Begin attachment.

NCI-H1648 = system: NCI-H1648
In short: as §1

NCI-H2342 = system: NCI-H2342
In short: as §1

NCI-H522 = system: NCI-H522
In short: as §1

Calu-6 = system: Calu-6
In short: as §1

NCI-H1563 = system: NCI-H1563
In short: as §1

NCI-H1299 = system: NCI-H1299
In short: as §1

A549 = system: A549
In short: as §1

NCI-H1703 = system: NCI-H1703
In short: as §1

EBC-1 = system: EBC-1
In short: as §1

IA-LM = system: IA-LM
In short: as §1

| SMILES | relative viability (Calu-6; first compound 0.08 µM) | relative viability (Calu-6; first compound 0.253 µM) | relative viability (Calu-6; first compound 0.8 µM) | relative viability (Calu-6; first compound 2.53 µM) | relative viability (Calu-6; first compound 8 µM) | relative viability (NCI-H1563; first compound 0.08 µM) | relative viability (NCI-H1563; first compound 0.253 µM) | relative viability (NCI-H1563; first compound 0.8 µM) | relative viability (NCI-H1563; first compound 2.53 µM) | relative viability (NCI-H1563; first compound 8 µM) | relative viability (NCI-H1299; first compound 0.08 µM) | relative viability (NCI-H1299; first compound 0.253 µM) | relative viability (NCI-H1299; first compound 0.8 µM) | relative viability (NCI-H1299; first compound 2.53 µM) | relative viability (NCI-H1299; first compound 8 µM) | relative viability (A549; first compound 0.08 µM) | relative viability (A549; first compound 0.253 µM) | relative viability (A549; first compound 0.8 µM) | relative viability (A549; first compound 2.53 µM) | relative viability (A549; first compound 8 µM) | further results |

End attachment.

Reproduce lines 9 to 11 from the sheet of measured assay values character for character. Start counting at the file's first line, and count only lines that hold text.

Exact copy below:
NCI-H1563 = system: NCI-H1563
In short: as §1

NCI-H1299 = system: NCI-H1299